Veterans Court: A Pathway to Justice
Jasmine C. Johnson
August 12, 2017
One by one, veterans approached Judge John R. Roach at the Rockwall County Courthouse. Some gave updates on their life. Others were inducted. One even graduated. But all left the bench to a round of applause at North Texas Regional Veterans Court.
The North Texas Regional Veterans Court is a program that seeks justice for veterans who are currently facing prosecution for one or more criminal cases. The program offers treatment options that are judicially supervised; it is designed to divert veterans out of the traditional criminal justice process and into appropriate rehabilitative alternatives with a high degree of accountability.
According to the program’s mission statement, its purpose is to promote public safety by assisting and supporting veterans with court supervised treatment, community bases services and accountability through a system of incentives and sanctions.
The program was launched last fall and covers Rockwall, Collin, Kaufman, Grayson and Fannin counties.
Rockwall District Attorney Kenda Culpepper, mentor coordinator Joseph Patrick Lynch, Sr. and Roach all had a hand in creating the program.
Culpepper said they started the program because they wanted to help veterans deal with their issues.
“I appreciate the fact that Joe Lynch came to me very early in my elected career and said ‘Kenda this is an important program. We’re doing it in Dallas, we want to try it in Rockwall,’” she said. “So Judge Roach and I got together and we figured out how to do it on a regional basis. This is a national innovative program that we have created.”
In order to be eligible for the program, participants must meet the following criteria:
• The offender is a veteran or current member of the United States armed forces, including a member of the reserves, national guard, or state guard;
• The offender suffers from a brain injury, mental illness, or mental disorder, including post-traumatic stress disorder, that resulted from the offender’s military service in a combat zone or other similar hazardous duty area, and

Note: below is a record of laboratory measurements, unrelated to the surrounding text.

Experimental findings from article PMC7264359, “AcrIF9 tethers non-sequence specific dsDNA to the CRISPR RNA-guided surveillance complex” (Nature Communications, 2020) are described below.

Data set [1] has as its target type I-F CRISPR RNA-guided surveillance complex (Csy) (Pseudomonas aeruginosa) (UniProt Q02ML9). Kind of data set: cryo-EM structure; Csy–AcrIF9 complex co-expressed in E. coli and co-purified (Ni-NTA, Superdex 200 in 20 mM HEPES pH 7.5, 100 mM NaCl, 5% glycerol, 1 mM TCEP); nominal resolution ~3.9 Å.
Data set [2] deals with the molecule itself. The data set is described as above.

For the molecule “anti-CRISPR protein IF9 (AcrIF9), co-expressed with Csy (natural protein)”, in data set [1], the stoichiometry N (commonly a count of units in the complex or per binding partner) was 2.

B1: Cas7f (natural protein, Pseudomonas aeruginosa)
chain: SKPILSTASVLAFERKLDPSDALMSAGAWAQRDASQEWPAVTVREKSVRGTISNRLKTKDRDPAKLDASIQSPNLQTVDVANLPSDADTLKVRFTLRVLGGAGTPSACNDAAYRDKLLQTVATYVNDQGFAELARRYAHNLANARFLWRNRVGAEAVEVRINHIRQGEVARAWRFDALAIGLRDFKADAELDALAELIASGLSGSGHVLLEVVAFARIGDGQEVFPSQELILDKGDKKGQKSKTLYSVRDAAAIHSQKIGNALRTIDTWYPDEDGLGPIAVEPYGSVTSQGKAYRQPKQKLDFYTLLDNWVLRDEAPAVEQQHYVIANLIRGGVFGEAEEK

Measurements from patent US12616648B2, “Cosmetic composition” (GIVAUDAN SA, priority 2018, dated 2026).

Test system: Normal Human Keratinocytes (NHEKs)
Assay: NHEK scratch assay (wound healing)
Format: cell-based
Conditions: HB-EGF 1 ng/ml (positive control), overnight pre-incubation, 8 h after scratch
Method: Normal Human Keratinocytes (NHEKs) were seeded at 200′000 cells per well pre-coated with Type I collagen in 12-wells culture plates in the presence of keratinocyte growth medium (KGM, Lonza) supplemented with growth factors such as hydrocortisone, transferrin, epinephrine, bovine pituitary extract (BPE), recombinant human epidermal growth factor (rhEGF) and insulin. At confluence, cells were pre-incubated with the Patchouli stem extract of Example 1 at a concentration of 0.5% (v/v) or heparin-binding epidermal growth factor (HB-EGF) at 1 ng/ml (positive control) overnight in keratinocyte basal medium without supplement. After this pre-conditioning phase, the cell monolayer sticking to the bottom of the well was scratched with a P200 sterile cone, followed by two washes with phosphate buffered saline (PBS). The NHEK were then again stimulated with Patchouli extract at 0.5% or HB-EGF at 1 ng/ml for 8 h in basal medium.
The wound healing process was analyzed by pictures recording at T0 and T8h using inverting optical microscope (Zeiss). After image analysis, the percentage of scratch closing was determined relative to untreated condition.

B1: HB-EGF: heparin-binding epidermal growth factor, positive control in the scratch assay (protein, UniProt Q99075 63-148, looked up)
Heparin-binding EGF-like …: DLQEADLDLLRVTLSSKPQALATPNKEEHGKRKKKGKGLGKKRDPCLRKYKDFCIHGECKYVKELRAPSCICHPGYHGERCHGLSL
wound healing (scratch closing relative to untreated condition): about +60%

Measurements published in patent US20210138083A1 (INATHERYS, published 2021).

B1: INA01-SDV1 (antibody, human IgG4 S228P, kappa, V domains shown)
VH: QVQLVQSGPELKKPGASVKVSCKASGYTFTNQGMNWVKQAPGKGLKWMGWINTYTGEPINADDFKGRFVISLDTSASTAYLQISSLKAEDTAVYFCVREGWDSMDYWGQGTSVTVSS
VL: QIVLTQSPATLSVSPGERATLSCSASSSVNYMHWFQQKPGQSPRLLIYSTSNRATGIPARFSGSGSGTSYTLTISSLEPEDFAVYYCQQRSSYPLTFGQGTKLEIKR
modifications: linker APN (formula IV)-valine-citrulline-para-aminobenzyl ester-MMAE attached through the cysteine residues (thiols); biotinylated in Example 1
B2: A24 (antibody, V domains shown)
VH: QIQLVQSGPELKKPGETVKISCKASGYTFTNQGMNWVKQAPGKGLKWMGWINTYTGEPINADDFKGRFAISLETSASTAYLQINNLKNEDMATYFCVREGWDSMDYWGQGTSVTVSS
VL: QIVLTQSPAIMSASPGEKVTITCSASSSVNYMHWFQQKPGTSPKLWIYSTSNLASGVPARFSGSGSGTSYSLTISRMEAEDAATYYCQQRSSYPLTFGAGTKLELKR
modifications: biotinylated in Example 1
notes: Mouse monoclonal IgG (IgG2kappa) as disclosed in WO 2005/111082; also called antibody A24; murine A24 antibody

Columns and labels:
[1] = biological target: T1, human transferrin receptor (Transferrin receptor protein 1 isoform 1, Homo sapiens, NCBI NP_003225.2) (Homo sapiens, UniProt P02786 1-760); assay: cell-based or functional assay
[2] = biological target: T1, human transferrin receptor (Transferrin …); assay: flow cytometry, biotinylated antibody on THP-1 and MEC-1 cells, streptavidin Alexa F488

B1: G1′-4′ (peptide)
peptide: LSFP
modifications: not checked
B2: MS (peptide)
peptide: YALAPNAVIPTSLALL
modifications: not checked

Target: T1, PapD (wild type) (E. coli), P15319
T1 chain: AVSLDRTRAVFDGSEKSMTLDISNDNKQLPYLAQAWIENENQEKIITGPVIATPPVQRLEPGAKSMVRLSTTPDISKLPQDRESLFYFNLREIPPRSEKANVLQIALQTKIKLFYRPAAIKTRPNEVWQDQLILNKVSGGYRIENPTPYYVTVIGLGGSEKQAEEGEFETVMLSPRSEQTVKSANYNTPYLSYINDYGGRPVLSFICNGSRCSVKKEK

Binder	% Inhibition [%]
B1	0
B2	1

• materially affected the offender’s criminal conduct at issue in the case.
Veterans are referred to the North Texas Regional Veterans Court by a variety of sources, including law enforcement, jail staff, judges, defense attorneys, prosecutors, mental heath professionals and family or friends. Once a referral is received, the program coordinator conducts an initial interview with the candidate and he or she submits an application.
The District Attorney’s Office reviews the application and either denies consent or agrees provisionally pending the results of a mental health evaluation.
The program is divided into three phases and the expected duration is between six and 24 months. Each phase has a particular focus. Treatment and program compliance are required for advancement to the next phase.
Upon completion, the participant “graduates” with the case expunged from his or her record. The participant also receives a refurbished American flag. Roach said he likes to analogize the flag with Veterans Court.
“We all come up with stitches, a little broken and a little faded,” he said. “What we try to do at veterans court and our mission is to help you get stitched back together like all of us need. To clean you off a little bit and help you understand that you’re just as important like this as you were when you first began.
“The reason we have this flag is because you fought for this flag, you continue to do that and we still are worth everything we had when we started.”